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Today's young and affluent are eager to assert their own sense of style and stand out from the crowd. That desire, combined with their Pinterest and Instagram-fueled lifestyles, has led a growing number of Millennials to begin buying art, watches, vintage furniture, wine and other collectible pieces at online auctions.

“We wanted to find pieces for our home that are really individual and have a story behind them," said Sarah Bedford, a 34-year-old stay-at-home mom from San Diego. Bedford uses her iPhone to follow and bid at online auctions.

“I do it when I'm maybe waiting to pick the kids up from school or sitting in Starbucks. It's really exciting but you just need to have a good idea of what you want," she said.

Barnebys, the auction aggregator of 1,600 global auction houses, says wealthy Millennials are transforming the auction world by bidding on high-ticket items on their mobile phones. "These Millennials are more frequent purchasers than the often wealthier and older people who attend traditional auctions," according to a 2016 Barnebys report.

Venerable auction house Sotheby's has also noted the flight to technology. Online buyers spent $155 million at Sotheby's in 2016, up nearly 20 per cent on the previous year. Nearly one in five of all lots sold at Sotheby's in 2016 were purchased online and over half of the online bidders were new to the auction house.

The auctioneer is capitalizing on its appeal to the younger set.

“Our 'Open Friday Night Late Events and Talks' are engaging a younger audience and making them aware of Sotheby's as a cultural destination," said a spokeswoman. “For most of our exhibitions, we will stream Facebook tours of the show featuring a Q&A with our specialists."

Along with discovering art and antiques through social media channels, Millennials are particularly interested in provenance.

“We recently sold a contemporary western painting to a 24-year-old buyer who was fascinated by the fact that it had belonged to Phoebe Hearst Cooke, granddaughter of William Randolph Hearst," said Jeff Moran, senior vice president of John Moran Auctioneers in Monrovia, Calif. His firm uses a “brick-and-click" strategy – allowing this new generation of buyers to bid online. Emphasis is placed on making the experience of attending an auction in person more enjoyable with complimentary wine and artisanal pizza served at events and one-on-one art consultation for prospective buyers."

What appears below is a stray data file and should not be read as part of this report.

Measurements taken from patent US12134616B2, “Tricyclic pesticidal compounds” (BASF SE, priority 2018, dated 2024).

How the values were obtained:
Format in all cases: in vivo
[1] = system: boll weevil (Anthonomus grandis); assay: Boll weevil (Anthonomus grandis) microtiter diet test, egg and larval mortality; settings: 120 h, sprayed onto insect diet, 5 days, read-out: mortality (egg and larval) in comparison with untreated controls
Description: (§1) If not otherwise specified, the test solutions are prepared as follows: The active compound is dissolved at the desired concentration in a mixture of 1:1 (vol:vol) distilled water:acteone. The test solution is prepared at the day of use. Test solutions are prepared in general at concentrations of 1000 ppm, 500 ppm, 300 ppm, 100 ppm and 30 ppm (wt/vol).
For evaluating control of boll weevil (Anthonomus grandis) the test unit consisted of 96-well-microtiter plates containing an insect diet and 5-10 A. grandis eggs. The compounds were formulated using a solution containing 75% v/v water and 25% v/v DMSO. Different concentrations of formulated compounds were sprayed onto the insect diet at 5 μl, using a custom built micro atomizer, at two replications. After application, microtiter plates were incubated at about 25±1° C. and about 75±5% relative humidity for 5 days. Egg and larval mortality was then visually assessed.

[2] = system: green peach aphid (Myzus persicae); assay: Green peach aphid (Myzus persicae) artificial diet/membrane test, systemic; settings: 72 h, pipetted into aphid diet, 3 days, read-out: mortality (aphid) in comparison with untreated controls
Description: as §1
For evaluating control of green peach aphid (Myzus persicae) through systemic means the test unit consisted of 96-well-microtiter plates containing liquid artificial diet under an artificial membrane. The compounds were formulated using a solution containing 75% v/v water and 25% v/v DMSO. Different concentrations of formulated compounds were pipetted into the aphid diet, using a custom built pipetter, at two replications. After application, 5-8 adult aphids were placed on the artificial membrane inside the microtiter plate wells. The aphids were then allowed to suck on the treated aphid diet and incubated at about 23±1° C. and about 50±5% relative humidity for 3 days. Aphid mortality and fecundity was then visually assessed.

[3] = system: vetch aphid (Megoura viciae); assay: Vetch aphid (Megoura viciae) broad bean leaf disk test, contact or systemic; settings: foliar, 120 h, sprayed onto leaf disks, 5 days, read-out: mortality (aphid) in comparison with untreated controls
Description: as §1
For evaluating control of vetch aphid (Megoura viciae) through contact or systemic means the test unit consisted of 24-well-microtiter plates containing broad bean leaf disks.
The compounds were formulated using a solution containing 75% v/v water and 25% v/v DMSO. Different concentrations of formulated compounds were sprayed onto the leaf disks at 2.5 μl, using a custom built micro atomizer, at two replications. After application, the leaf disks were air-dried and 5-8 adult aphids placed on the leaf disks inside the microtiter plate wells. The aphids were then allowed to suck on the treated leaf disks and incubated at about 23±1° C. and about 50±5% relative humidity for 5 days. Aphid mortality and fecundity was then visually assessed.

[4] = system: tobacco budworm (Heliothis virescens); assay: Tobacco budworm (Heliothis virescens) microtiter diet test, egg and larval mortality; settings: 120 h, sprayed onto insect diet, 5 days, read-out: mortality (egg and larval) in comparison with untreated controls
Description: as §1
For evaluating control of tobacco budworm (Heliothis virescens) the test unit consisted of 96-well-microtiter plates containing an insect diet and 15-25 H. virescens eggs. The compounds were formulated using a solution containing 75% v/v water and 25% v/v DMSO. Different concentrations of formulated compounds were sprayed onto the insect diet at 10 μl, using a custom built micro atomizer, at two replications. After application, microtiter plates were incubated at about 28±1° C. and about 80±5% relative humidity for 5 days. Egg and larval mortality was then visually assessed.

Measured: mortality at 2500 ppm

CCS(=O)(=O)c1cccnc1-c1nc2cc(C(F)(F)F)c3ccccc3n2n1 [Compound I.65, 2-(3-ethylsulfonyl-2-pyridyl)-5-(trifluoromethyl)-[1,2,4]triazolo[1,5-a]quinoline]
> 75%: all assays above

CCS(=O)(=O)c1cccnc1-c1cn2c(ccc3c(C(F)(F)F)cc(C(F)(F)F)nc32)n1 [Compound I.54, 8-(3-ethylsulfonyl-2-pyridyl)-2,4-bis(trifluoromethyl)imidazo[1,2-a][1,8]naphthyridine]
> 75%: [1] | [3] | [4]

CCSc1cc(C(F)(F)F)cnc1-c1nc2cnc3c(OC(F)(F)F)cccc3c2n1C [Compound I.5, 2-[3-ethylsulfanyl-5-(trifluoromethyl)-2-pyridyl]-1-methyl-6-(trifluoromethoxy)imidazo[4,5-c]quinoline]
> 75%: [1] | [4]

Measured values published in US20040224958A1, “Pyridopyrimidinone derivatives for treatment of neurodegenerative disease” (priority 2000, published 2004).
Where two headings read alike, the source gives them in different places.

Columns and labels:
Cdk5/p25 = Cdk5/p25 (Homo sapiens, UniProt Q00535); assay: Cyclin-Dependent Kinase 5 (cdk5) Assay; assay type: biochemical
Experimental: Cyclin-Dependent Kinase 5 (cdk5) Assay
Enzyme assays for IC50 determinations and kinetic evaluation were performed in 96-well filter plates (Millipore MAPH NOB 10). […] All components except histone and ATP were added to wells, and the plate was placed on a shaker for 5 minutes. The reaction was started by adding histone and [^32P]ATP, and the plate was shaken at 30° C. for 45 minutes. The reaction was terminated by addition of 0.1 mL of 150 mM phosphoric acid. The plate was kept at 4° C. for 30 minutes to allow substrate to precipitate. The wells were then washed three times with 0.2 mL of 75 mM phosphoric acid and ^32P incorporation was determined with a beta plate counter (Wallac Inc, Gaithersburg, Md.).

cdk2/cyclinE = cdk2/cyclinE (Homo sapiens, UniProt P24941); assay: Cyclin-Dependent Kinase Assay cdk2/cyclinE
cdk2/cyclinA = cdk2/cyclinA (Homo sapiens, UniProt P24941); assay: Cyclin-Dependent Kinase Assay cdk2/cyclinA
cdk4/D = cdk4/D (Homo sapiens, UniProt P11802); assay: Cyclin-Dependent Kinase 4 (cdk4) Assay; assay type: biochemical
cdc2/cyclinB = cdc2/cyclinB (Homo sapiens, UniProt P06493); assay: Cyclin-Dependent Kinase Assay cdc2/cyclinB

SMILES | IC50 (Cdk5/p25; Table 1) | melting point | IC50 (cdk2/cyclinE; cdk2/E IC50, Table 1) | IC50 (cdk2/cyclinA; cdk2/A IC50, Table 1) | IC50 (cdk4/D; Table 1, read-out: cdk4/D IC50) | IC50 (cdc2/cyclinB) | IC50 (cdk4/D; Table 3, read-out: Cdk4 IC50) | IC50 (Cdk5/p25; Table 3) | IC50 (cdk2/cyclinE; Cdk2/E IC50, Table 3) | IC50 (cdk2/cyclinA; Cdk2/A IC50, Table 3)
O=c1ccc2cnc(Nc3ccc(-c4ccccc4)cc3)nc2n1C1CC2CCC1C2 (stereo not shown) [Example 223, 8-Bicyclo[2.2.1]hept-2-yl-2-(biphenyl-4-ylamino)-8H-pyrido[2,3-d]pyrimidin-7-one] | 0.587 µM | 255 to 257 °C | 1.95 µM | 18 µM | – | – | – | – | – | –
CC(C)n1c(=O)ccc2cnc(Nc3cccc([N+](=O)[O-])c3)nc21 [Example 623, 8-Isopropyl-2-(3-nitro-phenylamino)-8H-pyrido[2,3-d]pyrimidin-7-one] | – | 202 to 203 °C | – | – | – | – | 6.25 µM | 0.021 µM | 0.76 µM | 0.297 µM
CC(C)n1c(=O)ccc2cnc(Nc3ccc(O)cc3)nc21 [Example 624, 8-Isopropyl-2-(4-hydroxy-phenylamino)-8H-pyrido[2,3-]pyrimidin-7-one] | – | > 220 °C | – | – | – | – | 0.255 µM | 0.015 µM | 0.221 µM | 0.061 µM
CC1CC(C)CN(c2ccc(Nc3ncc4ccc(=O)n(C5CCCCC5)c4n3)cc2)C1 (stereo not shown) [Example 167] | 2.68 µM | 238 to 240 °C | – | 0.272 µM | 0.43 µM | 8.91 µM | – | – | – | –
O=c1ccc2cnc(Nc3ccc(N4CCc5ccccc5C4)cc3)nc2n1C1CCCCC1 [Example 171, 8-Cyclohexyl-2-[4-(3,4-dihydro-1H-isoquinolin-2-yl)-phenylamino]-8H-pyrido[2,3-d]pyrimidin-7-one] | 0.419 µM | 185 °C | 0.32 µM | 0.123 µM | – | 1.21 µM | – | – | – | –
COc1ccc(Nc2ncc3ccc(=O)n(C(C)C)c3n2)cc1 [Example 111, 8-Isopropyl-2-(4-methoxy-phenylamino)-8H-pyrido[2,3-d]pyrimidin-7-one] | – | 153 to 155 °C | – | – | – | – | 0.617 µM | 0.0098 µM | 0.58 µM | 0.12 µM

Many auctioneers, including Sotheby's and Barnebys, have created apps that make online auctions easier to navigate.

iGavel was founded by curator Lark Mason, a regular on PBS TV's Antiques Roadshow.

“It's an umbrella that brings together a number of auction houses and means that, along with other buyers, Millennials who are used to technology can bid with confidence," he said.

How can Millennials - and anyone, for that matter - become savvy auction bidders?

Six Tips to Help You Succeed

1. Remember that an auction estimate is just an indication of what the auction house believes the piece is worth. You might find that in fact it goes for less if fewer people bid for it than the auction house expected. On the other hand, the price of some pieces can suddenly spiral up.

2. Be aware of additional charges before you bid. Auction houses sometime charge 15 to 25 percent commissions on top of the “hammer price" - and some online bidding platforms add even more.

3. Consider delivery arrangements. Will you as the buyer pay for transportation? Is insurance required? What about import duties?

4. Be focused on exactly what you want. “Once you've honed in on what you want to purchase, stick to what you really love – what you're most enthusiastic about," advises online auction house invaluable.com.

5. Act quickly. If you really want something, start bidding straight away - since you probably won't be the only one interested in it. “Remember to buy with your heart! In 99 percent of the cases you only regret the things you don´t buy," said Pontus Silfverstolpe, one of the founders of Barnebys.

6. Set a budget ahead of time. Some collectibles, such as certain sports cars, have shown remarkable increases in value. But overall, experts advise buyers to purchase what they like, at the price they determine they can spend. Enjoy your piece's aesthetic qualities and if it appreciates in value, regard that as a bonus.

The foregoing information is provided as a courtesy to the clients and friends of City National Bank for their interest and consideration. Unless otherwise stated, opinions expressed are those of the respective commenters and not necessarily those of City National Bank. The information is provided without warranty and no recommendation or endorsement by City National Bank for the purchase of collectibles at auction is intended or should be inferred. The information and names provided in this article are also for general information from public sources and without recommendation by City National Bank. This article is not a recommendation or endorsement of the services mentioned herein. The market for collectibles is variable and no assurance can be given that an item purchased at auction can be resold at the same or at an increased price and an item purchased at auction may lose value.